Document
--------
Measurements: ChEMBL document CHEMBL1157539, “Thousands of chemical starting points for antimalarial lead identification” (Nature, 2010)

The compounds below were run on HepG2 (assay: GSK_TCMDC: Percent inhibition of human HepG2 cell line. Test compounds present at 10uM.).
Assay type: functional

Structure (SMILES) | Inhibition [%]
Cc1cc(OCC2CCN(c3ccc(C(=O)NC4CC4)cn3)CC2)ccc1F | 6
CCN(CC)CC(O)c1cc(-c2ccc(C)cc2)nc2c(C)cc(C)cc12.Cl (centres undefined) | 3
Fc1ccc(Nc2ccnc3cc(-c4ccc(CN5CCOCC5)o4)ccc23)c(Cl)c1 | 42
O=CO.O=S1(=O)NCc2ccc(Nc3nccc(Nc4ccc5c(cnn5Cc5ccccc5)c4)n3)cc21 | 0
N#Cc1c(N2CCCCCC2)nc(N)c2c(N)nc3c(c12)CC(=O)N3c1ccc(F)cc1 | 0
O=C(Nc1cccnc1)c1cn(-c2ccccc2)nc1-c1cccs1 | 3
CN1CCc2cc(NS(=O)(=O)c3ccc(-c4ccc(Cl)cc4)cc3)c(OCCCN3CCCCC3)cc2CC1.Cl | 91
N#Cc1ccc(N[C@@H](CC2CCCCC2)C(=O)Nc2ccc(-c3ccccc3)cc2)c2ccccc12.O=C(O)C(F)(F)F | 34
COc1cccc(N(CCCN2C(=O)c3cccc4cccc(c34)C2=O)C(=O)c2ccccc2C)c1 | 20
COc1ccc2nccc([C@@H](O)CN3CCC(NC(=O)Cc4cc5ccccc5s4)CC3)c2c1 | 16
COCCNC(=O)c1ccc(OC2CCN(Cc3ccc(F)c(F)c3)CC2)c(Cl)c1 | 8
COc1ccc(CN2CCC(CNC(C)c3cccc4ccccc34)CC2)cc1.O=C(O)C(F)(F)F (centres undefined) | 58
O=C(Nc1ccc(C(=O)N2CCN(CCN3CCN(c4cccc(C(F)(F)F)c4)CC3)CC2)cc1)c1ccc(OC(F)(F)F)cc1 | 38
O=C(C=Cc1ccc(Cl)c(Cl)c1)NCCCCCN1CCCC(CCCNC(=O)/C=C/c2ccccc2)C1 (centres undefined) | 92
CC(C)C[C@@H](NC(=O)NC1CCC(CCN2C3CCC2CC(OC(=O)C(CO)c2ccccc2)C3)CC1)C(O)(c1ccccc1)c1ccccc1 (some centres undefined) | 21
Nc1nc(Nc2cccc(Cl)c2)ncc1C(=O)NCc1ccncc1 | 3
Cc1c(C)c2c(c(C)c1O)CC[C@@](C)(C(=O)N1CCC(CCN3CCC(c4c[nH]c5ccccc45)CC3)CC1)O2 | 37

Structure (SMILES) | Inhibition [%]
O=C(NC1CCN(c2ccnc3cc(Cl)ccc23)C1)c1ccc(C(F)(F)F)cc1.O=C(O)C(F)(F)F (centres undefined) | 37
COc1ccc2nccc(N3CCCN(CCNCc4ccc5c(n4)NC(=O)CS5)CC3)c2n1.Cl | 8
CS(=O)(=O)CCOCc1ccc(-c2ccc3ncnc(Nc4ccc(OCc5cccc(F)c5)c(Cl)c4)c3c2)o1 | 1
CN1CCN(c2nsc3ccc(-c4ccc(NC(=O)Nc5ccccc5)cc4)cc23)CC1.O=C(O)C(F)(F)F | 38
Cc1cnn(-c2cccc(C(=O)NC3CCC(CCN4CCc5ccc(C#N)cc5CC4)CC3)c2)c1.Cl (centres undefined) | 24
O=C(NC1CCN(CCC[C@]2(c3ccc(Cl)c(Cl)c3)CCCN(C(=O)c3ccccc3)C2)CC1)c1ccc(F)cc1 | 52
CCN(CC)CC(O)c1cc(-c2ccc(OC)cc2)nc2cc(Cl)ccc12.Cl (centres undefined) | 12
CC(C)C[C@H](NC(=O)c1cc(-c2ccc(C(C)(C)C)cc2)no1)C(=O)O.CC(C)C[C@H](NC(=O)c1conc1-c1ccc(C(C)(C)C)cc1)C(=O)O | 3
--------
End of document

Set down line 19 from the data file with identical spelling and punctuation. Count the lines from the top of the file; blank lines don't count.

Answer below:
CC(C)C[C@@H](NC(=O)NC1CCC(CCN2C3CCC2CC(OC(=O)C(CO)c2ccccc2)C3)CC1)C(O)(c1ccccc1)c1ccccc1 (some centres undefined) | 21